I am trying to make equipment to measure temperature in small mammals, probably attached to a neck collar. The collar needs to be very lightweight (e.g. <3g total) so I am planning to use a lithium coin cell battery, perhaps the 16mm ones or posssibly 12mm. I was thinking of buying one with contacts attached and just glueing it to the board to save weight.

Apart from the connection to the board I don't want to run the risk of the contacts on the battery touching anything else, and it would be better if it is somehow covered to make it much more difficult for the animal to scratch or bite (I would try to make it so that the entire collar comes off if the animal uses enough force rather than just the battery). I'm also not sure about the requirements for waterproofing. The animal will probably get wet and might drag the collar in a river when drinking.

Can I cover the battery (and probably rest of the circuit apart from the sensor) with some type of sealant or do these batteries need vent holes to be safe? Any suggestions on lightweight ways to enclose and protect anything from the enviroment, (ideally which could somehow be removed later to replace the battery, even if requiring tools) would also be appreciated. perhaps I could use some type of material or something and heatshrink inside that, but I'm concerned about water also. Thanks!!! :)

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    \$\begingroup\$ Wondering who has the courage to suggest something that is dog chew proof after you added all those concerns.... I'm going to pass. \$\endgroup\$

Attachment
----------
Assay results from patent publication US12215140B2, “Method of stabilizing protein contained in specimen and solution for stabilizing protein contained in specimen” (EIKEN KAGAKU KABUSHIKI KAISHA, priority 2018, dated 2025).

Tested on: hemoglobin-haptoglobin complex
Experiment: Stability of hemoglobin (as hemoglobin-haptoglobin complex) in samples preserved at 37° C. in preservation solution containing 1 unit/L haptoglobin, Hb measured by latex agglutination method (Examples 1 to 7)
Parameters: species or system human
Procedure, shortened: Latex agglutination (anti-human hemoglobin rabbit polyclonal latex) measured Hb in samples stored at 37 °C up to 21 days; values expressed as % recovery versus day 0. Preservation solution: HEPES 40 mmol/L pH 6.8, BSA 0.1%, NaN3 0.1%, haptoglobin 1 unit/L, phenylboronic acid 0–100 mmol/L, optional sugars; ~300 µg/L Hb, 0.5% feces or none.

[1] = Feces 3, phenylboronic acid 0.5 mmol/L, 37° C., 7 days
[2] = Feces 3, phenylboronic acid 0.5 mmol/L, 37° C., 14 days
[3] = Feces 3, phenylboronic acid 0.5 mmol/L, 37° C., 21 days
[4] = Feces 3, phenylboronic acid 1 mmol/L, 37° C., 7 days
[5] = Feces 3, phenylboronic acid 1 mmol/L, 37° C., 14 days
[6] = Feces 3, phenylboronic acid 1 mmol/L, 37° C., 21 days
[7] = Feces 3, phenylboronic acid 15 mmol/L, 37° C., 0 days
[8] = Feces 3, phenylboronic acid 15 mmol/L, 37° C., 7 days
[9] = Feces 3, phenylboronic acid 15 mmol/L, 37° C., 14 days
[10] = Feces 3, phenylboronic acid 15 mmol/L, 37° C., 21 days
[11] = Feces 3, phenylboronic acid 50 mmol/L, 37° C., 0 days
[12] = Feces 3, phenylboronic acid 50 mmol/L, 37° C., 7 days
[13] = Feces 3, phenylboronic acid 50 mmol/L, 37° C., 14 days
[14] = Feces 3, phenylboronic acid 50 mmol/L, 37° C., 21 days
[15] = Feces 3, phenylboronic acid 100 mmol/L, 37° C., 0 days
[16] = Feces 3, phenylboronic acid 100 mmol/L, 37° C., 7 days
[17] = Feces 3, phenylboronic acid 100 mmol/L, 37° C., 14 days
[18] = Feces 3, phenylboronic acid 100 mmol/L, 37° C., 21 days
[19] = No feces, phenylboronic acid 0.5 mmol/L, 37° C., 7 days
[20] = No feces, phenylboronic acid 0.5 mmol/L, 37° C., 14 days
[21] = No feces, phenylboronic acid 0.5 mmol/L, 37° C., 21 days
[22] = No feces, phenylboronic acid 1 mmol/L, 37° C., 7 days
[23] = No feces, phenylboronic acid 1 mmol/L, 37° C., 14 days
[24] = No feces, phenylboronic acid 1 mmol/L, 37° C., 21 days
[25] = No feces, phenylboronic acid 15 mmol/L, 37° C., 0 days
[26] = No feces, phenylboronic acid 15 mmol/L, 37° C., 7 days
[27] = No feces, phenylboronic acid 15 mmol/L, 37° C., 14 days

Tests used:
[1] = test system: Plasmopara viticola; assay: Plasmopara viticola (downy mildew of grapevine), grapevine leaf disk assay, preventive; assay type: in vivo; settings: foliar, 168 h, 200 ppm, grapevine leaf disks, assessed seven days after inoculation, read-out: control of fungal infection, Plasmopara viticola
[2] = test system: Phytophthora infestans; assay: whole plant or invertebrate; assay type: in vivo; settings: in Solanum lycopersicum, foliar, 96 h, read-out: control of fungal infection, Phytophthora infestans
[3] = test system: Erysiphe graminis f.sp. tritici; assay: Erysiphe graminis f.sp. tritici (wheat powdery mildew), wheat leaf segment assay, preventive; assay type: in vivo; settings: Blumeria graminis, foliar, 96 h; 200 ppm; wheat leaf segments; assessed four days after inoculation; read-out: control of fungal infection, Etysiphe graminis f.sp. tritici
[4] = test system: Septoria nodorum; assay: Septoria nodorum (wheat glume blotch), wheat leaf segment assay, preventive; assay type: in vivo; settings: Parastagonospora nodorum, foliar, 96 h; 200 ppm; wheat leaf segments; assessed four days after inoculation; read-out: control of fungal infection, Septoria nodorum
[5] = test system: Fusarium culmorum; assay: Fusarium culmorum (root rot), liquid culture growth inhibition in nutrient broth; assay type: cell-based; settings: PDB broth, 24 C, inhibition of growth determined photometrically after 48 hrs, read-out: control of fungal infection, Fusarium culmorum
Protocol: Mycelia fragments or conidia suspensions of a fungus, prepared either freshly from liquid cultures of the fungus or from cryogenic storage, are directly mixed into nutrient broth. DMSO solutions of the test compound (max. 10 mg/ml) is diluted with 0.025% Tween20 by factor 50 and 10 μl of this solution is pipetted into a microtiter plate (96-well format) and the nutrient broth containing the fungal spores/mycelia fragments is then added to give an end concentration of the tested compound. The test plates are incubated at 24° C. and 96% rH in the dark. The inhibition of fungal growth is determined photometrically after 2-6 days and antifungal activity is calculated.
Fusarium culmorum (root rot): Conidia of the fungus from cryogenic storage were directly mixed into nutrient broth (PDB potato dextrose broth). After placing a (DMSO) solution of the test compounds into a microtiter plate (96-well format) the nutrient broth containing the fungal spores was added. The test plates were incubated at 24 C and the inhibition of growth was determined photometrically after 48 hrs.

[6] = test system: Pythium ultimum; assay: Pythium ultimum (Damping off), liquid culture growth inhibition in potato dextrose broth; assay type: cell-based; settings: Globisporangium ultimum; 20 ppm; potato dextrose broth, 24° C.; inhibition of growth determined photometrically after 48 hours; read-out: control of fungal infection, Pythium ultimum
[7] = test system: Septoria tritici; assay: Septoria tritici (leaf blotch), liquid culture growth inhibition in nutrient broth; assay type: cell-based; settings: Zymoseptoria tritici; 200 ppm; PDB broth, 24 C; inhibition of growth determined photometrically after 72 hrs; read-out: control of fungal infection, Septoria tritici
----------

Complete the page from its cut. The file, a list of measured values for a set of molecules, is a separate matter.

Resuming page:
– Trevor_G
    Dec 22, 2017 at 2:16
  • \$\begingroup\$ it's ok, I'm an overly cautious person, they are bats rather than dogs and quite small, and whatever people suggest if it doesn't seem to be enough I will change it :p and test on captive bats beforehand. But I'm not sure if it's safe to completely cover a battery or how to make them water safe... \$\endgroup\$
    – Shara
    Dec 22, 2017 at 2:41
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    \$\begingroup\$ you could make a test device out of just a battery and an LED (like a keychain light) , maybe a series resistor ... and pot the whole thing in epoxy, just to see what happens. \$\endgroup\$
    – jsotola
    Dec 22, 2017 at 4:35
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    \$\begingroup\$ Rest easy, in the past just for kicks I have dead shorted these type cells, because I had a load of leaded ones, that were given to me. They were new and and at full voltage. The internal resistance, and the lack of power stored, prevents them from doing anything remotely bat unfriendly. T \$\endgroup\$
    – Sara Heart
    May 25, 2018 at 2:33
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    \$\begingroup\$ Potting them would prevent the poor mosquito eaters from getting any leakage on them. I just did this again, (new lithium cell type BR2325t2) with my Fluke meter on a ten amp scale, and current dropped too fast to even get a usable initial reading, then went to a few mA without even warming up. I like destructive testing, but this test was boring. \$\endgroup\$
    – Sara Heart
    May 25, 2018 at 2:50

1 Answer 1


We often use a hot glue gun on these applications. It will take care of most of your concerns.

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    \$\begingroup\$ I question the long term environmental resilience of hot glue. \$\endgroup\$ Dec 24, 2017 at 23:47
  • \$\begingroup\$ hmm, thanks!! Do you think I can I cover the entire battery with hot glue without causing problems? (after first soldering the contacts to the rest of the board of course), i.e. for waterproofing. \$\endgroup\$
    – Shara
    Dec 25, 2017 at 8:29

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